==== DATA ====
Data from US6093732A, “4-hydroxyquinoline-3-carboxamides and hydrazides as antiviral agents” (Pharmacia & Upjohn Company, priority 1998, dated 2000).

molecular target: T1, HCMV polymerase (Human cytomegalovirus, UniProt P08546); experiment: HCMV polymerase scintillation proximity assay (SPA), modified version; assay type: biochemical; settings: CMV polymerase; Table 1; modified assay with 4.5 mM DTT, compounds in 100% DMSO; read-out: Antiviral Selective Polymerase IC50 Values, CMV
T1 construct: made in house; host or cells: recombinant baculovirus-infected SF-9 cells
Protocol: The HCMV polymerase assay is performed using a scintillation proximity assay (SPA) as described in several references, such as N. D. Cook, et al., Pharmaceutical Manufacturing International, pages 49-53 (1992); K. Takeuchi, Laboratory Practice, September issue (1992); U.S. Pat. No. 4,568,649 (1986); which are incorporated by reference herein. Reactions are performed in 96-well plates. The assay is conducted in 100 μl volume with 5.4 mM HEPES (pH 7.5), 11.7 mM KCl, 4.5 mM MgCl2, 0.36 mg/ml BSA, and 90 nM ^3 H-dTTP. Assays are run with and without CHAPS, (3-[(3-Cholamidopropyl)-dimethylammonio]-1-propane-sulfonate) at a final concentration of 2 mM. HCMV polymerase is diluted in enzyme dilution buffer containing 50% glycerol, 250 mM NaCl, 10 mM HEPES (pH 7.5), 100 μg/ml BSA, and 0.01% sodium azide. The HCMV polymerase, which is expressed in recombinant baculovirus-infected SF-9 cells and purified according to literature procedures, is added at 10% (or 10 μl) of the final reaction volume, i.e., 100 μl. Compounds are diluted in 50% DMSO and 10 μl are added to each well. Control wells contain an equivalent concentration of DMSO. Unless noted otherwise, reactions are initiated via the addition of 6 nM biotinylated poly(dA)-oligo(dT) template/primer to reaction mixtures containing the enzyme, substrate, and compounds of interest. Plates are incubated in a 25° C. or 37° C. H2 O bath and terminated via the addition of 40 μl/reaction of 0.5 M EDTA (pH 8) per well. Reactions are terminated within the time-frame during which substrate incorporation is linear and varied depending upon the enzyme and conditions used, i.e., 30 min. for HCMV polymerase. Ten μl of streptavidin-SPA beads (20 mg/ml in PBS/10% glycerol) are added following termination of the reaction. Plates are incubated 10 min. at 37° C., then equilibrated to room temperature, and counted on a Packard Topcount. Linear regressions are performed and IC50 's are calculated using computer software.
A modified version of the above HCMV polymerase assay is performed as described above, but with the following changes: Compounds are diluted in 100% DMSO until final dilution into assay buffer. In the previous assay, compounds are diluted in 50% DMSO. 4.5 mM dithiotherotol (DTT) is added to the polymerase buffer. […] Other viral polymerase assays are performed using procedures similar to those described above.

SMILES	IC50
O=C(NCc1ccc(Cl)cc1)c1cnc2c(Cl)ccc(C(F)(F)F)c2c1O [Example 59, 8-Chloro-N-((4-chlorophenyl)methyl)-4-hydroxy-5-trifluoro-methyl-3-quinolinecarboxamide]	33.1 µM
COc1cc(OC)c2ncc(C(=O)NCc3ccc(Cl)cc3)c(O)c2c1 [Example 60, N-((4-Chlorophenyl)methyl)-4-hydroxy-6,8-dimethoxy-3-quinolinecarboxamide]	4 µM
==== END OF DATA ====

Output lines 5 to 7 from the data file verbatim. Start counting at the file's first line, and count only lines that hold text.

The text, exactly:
A modified version of the above HCMV polymerase assay is performed as described above, but with the following changes: Compounds are diluted in 100% DMSO until final dilution into assay buffer. In the previous assay, compounds are diluted in 50% DMSO. 4.5 mM dithiotherotol (DTT) is added to the polymerase buffer. […] Other viral polymerase assays are performed using procedures similar to those described above.

SMILES	IC50
O=C(NCc1ccc(Cl)cc1)c1cnc2c(Cl)ccc(C(F)(F)F)c2c1O [Example 59, 8-Chloro-N-((4-chlorophenyl)methyl)-4-hydroxy-5-trifluoro-methyl-3-quinolinecarboxamide]	33.1 µM